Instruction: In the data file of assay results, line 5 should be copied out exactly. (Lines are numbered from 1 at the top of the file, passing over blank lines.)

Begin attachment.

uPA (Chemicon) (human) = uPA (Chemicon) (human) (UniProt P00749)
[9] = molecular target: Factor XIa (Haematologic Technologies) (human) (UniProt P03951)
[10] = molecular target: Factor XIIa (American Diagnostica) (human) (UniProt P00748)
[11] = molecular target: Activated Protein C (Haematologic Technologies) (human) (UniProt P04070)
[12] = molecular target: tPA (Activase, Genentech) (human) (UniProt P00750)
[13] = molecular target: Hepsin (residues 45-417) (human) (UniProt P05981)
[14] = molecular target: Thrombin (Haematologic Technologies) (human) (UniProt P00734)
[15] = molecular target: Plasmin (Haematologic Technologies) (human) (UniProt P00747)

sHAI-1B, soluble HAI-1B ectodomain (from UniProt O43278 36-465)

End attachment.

[12] = molecular target: tPA (Activase, Genentech) (human) (UniProt P00750)